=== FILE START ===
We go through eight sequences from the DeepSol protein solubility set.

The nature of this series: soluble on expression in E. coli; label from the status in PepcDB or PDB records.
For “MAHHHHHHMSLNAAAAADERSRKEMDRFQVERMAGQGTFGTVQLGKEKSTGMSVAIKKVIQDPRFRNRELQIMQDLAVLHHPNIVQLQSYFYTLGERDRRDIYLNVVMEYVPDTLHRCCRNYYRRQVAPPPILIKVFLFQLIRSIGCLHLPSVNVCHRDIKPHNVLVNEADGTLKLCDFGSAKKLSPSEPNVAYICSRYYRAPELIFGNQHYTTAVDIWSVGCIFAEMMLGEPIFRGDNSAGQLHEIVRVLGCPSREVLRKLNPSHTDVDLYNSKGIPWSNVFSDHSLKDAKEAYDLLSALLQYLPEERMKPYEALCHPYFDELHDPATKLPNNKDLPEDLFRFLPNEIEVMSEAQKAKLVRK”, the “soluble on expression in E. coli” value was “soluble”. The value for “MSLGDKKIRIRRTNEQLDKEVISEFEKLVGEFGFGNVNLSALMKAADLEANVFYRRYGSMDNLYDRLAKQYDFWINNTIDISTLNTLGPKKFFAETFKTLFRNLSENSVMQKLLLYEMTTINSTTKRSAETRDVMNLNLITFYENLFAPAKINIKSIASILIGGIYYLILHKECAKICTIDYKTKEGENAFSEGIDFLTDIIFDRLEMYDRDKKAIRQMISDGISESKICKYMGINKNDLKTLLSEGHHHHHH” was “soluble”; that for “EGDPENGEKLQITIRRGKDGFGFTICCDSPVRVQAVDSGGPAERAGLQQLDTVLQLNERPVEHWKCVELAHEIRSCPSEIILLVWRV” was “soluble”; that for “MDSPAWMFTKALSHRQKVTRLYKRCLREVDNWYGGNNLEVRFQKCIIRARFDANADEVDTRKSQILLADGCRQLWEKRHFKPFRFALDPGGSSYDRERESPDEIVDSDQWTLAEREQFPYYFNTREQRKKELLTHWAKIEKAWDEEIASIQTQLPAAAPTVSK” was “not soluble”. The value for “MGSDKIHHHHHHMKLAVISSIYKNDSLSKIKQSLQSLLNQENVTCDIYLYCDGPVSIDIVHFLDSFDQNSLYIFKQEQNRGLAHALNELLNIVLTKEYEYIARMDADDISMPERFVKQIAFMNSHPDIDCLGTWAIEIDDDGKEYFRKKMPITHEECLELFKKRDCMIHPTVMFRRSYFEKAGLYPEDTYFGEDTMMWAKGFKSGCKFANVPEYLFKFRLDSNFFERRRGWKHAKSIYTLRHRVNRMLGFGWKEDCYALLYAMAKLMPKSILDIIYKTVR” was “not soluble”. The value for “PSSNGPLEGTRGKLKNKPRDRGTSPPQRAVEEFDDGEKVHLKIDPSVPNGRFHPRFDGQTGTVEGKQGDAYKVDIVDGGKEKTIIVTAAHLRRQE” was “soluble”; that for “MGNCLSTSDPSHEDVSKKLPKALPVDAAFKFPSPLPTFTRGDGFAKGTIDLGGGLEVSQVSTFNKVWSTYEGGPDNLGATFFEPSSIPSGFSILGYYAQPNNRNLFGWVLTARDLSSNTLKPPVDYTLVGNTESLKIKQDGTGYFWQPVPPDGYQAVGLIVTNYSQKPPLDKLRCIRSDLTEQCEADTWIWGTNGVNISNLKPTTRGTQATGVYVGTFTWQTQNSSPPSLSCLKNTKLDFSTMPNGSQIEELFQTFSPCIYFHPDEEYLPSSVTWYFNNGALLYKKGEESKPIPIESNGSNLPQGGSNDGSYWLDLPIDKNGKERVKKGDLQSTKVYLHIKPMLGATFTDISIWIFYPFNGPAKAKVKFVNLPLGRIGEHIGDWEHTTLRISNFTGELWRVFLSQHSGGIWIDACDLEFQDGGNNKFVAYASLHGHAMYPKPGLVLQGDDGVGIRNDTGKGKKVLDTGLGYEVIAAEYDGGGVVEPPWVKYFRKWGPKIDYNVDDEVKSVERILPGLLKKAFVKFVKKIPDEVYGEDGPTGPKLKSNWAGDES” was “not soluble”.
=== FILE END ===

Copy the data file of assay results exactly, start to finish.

We go through eight sequences from the DeepSol protein solubility set.

The nature of this series: soluble on expression in E. coli; label from the status in PepcDB or PDB records.
For “MAHHHHHHMSLNAAAAADERSRKEMDRFQVERMAGQGTFGTVQLGKEKSTGMSVAIKKVIQDPRFRNRELQIMQDLAVLHHPNIVQLQSYFYTLGERDRRDIYLNVVMEYVPDTLHRCCRNYYRRQVAPPPILIKVFLFQLIRSIGCLHLPSVNVCHRDIKPHNVLVNEADGTLKLCDFGSAKKLSPSEPNVAYICSRYYRAPELIFGNQHYTTAVDIWSVGCIFAEMMLGEPIFRGDNSAGQLHEIVRVLGCPSREVLRKLNPSHTDVDLYNSKGIPWSNVFSDHSLKDAKEAYDLLSALLQYLPEERMKPYEALCHPYFDELHDPATKLPNNKDLPEDLFRFLPNEIEVMSEAQKAKLVRK”, the “soluble on expression in E. coli” value was “soluble”. The value for “MSLGDKKIRIRRTNEQLDKEVISEFEKLVGEFGFGNVNLSALMKAADLEANVFYRRYGSMDNLYDRLAKQYDFWINNTIDISTLNTLGPKKFFAETFKTLFRNLSENSVMQKLLLYEMTTINSTTKRSAETRDVMNLNLITFYENLFAPAKINIKSIASILIGGIYYLILHKECAKICTIDYKTKEGENAFSEGIDFLTDIIFDRLEMYDRDKKAIRQMISDGISESKICKYMGINKNDLKTLLSEGHHHHHH” was “soluble”; that for “EGDPENGEKLQITIRRGKDGFGFTICCDSPVRVQAVDSGGPAERAGLQQLDTVLQLNERPVEHWKCVELAHEIRSCPSEIILLVWRV” was “soluble”; that for “MDSPAWMFTKALSHRQKVTRLYKRCLREVDNWYGGNNLEVRFQKCIIRARFDANADEVDTRKSQILLADGCRQLWEKRHFKPFRFALDPGGSSYDRERESPDEIVDSDQWTLAEREQFPYYFNTREQRKKELLTHWAKIEKAWDEEIASIQTQLPAAAPTVSK” was “not soluble”. The value for “MGSDKIHHHHHHMKLAVISSIYKNDSLSKIKQSLQSLLNQENVTCDIYLYCDGPVSIDIVHFLDSFDQNSLYIFKQEQNRGLAHALNELLNIVLTKEYEYIARMDADDISMPERFVKQIAFMNSHPDIDCLGTWAIEIDDDGKEYFRKKMPITHEECLELFKKRDCMIHPTVMFRRSYFEKAGLYPEDTYFGEDTMMWAKGFKSGCKFANVPEYLFKFRLDSNFFERRRGWKHAKSIYTLRHRVNRMLGFGWKEDCYALLYAMAKLMPKSILDIIYKTVR” was “not soluble”. The value for “PSSNGPLEGTRGKLKNKPRDRGTSPPQRAVEEFDDGEKVHLKIDPSVPNGRFHPRFDGQTGTVEGKQGDAYKVDIVDGGKEKTIIVTAAHLRRQE” was “soluble”; that for “MGNCLSTSDPSHEDVSKKLPKALPVDAAFKFPSPLPTFTRGDGFAKGTIDLGGGLEVSQVSTFNKVWSTYEGGPDNLGATFFEPSSIPSGFSILGYYAQPNNRNLFGWVLTARDLSSNTLKPPVDYTLVGNTESLKIKQDGTGYFWQPVPPDGYQAVGLIVTNYSQKPPLDKLRCIRSDLTEQCEADTWIWGTNGVNISNLKPTTRGTQATGVYVGTFTWQTQNSSPPSLSCLKNTKLDFSTMPNGSQIEELFQTFSPCIYFHPDEEYLPSSVTWYFNNGALLYKKGEESKPIPIESNGSNLPQGGSNDGSYWLDLPIDKNGKERVKKGDLQSTKVYLHIKPMLGATFTDISIWIFYPFNGPAKAKVKFVNLPLGRIGEHIGDWEHTTLRISNFTGELWRVFLSQHSGGIWIDACDLEFQDGGNNKFVAYASLHGHAMYPKPGLVLQGDDGVGIRNDTGKGKKVLDTGLGYEVIAAEYDGGGVVEPPWVKYFRKWGPKIDYNVDDEVKSVERILPGLLKKAFVKFVKKIPDEVYGEDGPTGPKLKSNWAGDES” was “not soluble”.